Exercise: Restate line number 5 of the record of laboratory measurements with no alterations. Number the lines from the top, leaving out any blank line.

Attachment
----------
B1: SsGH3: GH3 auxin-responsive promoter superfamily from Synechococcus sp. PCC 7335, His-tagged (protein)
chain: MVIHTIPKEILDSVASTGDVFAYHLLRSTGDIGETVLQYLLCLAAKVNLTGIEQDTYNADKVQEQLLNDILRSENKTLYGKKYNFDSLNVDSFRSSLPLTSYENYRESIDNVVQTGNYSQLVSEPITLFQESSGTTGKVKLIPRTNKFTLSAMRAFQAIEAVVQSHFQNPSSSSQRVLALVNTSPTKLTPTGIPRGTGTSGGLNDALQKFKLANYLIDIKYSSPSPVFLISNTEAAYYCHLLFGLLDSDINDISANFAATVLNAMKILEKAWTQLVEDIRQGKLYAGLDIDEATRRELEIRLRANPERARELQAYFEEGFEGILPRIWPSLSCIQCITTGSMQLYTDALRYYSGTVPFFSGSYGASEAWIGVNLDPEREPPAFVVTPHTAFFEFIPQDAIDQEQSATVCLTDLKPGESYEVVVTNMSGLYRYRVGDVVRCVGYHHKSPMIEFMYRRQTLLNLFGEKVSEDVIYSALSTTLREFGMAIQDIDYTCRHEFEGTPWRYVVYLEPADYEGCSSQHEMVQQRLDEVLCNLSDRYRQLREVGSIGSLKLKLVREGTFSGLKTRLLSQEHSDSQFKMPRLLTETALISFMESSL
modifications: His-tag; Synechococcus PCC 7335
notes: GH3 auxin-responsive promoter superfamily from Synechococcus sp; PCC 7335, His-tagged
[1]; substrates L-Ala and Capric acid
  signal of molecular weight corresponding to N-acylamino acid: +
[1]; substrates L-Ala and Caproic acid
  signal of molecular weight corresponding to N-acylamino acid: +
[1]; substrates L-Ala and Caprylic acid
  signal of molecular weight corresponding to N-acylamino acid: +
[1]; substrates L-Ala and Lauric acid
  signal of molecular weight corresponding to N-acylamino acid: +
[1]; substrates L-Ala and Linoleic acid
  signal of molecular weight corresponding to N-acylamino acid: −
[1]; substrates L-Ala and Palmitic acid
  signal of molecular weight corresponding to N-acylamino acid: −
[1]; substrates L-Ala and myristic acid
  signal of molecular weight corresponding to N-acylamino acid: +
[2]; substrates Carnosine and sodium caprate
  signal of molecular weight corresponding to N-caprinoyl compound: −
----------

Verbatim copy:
[1]; substrates L-Ala and Capric acid